There will be many challenges ahead for our move to Stockholm even though it should be a good place to be overall. It's definitely not all sunshine and smiles ahead for us. :-) I'll describe some of these challenges as we hit them but here's a description of the not entirely terrible or great weather. The challenge for us is probably the daylight we'll have for the next 2 years that'll take some getting used to:
Despite its northern latitude, Sweden’s climate is not excessively cold due to the proximity of the Gulf Stream and the Baltic Sea. The mean annual temperature is 48 degrees F. Stockholm is situated at approximately the same latitude as Juneau, Alaska. During most of December and early January, the sun does not rise before 9 a.m. and sets as early as 2:30 p.m. Snow usually falls in January, February, and March. The average temperature range for January is 27° F to 30° F (Washington, D.C. is 27° F to 43° F). Spring comes late, with snow possible even in May. By June, daylight is almost continuous, and the vegetation is luxuriant. In July, the average temperature range is 57° F to 72° F (Washington, D.C. is 68° F to 88° F). Many firms close down for the month so that the entire staff can take vacation. The average annual rainfall in Stockholm is 22 inches, compared with 39 for Washington, D.C. New arrivals often have the impression that the statistics should be reversed, and for good reason. It doesn't rain more in Stockholm, but it does rain more often: 164 days a year compared with 113 for Washington, D.C.
End of Orientation

My job training starts next week. The last 3 weeks have been orientation and not training. Orientation was a fire hose of information to give us all the same baseline of what the State Department and Foreign Service is really about. There was some information overload but it was all really needed to fill our brains with things we can refer back to as we assume our new roles. I didn't have much free time in the evenings between homework (additional computer-based training), researching the bid list, and selling our house during this same time frame. This wasn't maybe the best timing for me personally but we picked it to time the housing market here and I think that worked well.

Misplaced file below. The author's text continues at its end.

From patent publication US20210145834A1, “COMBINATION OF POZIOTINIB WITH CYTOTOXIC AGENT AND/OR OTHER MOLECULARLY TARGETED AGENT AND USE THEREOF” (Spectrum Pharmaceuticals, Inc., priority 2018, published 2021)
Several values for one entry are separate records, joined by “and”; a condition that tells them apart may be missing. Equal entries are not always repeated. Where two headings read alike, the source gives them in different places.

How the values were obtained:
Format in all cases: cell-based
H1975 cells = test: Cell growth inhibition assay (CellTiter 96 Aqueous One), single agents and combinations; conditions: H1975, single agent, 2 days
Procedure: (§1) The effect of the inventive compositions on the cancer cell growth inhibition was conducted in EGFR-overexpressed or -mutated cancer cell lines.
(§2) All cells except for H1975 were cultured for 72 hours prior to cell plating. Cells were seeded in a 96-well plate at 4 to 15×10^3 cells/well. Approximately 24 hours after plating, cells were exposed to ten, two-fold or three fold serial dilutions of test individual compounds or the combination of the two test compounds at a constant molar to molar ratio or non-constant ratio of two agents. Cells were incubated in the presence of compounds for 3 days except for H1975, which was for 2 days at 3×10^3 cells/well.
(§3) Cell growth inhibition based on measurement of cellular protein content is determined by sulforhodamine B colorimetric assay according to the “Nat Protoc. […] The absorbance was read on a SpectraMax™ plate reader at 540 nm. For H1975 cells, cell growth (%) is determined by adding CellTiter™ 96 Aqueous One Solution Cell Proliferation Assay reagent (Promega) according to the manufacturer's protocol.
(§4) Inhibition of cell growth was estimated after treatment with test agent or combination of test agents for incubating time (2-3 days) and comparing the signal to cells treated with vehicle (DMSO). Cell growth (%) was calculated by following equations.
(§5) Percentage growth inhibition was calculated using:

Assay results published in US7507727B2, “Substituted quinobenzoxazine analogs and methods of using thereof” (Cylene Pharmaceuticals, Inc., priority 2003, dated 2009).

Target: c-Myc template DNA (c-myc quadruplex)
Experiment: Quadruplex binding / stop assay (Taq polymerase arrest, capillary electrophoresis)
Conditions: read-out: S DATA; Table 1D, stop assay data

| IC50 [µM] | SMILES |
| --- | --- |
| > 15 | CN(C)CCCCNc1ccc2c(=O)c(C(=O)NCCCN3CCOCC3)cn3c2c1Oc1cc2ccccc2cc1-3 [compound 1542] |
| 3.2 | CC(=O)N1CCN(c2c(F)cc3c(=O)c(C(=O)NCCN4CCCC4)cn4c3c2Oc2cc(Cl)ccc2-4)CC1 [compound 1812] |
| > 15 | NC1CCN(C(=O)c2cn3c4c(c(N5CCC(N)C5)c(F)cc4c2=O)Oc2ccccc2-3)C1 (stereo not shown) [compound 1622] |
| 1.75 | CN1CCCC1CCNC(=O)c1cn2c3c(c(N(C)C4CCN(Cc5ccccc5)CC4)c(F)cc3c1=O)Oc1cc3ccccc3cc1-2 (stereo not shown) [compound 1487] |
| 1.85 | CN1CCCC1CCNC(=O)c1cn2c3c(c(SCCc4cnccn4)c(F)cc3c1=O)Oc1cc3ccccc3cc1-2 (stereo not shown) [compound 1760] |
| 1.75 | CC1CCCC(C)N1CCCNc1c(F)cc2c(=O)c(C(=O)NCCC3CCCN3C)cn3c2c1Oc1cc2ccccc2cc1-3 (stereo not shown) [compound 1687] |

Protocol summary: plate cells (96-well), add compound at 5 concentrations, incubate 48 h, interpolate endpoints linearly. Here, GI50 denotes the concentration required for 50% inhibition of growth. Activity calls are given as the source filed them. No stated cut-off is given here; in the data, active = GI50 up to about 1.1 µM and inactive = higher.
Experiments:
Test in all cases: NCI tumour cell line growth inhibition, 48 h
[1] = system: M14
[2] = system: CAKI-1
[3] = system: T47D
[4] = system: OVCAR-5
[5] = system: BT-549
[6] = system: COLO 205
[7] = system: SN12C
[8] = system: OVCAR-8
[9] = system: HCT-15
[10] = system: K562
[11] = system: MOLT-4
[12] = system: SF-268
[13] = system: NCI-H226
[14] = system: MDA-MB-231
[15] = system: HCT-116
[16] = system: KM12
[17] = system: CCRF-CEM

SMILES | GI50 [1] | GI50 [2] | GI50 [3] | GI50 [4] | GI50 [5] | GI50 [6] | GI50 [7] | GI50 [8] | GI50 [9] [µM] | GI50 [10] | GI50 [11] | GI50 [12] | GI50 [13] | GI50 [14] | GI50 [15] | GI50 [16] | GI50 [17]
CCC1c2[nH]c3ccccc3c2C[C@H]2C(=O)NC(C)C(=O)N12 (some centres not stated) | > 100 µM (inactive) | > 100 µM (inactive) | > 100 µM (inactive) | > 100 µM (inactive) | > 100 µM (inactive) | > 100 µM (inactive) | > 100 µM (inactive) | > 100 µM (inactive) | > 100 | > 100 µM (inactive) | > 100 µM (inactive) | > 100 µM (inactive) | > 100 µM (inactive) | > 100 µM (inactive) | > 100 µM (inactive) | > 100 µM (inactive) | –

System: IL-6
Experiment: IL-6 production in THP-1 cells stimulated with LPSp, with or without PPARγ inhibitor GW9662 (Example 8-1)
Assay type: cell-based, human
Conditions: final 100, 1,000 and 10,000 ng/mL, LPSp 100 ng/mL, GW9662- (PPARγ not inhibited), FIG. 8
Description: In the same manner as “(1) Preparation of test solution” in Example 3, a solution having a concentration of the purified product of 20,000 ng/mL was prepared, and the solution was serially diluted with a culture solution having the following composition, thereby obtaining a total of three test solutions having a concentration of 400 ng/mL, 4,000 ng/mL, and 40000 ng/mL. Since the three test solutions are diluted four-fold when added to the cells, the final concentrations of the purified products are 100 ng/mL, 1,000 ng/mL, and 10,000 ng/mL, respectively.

We've sold our house and are hitting another downside of being a local hire. I'm not getting temporary lodging or per diem for being here for training like the non-local hires. Our move out of our house into a temporary apartment will all be at our own expense since we sold the house so quickly. If it was closer to our departure then we probably could have had a direct pickup of our household effects by the State Department even though the apartment would still be our expense. We could have it heading towards Stockholm a little earlier since the post is one of the few with unfurnished housing.

They'll provide temporary furniture in Stockholm until our stuff arrives so we'll just hold onto our stuff here until we leave. On the bright side, we'll have more time with it all to figure out what will fit in the smaller European housing and what we'll have them put in long-term storage. Cramming our house of stuff into an apartment will be the first test of what might fit. :-) Once we hit our first official move at the end of training then our belongings will all get moved somewhere and paid for as a travel benefit. If you're a local hire then you may hit this same issue. Local hires remain responsible for their own housing. Any local area moving expenses are ours until the end of training departure since the only directed move for us is the one at the end. The non-local hires have a directed move to training and then another to post so they get more moving benefits than I do.